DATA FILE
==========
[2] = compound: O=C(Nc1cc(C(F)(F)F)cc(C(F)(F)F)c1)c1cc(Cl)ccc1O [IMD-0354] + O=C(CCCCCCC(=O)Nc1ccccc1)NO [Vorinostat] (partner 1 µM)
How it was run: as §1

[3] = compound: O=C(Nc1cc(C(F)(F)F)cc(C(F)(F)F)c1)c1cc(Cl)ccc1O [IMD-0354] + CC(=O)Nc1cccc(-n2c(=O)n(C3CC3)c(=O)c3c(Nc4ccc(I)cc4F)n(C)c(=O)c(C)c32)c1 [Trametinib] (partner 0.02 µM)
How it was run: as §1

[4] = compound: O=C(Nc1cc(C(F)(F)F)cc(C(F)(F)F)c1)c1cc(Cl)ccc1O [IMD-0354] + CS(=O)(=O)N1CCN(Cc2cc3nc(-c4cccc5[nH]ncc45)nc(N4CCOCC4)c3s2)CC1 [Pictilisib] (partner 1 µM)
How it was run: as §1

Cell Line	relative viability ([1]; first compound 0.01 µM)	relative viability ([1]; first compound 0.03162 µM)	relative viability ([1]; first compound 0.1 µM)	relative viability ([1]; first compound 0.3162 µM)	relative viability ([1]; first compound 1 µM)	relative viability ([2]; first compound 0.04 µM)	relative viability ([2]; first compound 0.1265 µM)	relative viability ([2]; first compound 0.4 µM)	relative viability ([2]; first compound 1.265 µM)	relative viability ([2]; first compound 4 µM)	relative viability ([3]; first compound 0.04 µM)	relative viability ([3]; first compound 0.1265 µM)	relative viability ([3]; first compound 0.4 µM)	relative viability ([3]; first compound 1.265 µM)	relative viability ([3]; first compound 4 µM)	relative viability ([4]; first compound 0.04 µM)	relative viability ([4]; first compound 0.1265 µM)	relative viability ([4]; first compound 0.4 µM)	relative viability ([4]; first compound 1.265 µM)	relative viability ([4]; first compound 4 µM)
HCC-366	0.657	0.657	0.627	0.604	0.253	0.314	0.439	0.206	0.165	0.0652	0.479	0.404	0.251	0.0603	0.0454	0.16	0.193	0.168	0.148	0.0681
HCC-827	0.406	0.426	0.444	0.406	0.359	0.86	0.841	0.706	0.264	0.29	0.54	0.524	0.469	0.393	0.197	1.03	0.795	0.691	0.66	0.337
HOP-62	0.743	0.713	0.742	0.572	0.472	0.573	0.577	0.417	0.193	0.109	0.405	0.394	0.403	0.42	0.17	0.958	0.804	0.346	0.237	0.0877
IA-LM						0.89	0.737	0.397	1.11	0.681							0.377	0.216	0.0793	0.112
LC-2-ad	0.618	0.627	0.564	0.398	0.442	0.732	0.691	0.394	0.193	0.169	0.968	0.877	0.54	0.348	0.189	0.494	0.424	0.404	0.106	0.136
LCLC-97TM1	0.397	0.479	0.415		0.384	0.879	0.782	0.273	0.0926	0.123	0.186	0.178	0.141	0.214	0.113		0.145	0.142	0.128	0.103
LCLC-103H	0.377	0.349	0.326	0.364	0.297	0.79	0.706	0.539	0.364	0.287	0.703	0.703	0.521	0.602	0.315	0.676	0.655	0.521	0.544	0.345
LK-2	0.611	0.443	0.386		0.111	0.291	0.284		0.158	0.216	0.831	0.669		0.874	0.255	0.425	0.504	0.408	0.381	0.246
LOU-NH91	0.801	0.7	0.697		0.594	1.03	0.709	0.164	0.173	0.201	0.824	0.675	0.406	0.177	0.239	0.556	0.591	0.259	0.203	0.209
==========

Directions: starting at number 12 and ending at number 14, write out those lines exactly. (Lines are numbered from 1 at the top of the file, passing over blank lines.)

LC-2-ad	0.618	0.627	0.564	0.398	0.442	0.732	0.691	0.394	0.193	0.169	0.968	0.877	0.54	0.348	0.189	0.494	0.424	0.404	0.106	0.136
LCLC-97TM1	0.397	0.479	0.415		0.384	0.879	0.782	0.273	0.0926	0.123	0.186	0.178	0.141	0.214	0.113		0.145	0.142	0.128	0.103
LCLC-103H	0.377	0.349	0.326	0.364	0.297	0.79	0.706	0.539	0.364	0.287	0.703	0.703	0.521	0.602	0.315	0.676	0.655	0.521	0.544	0.345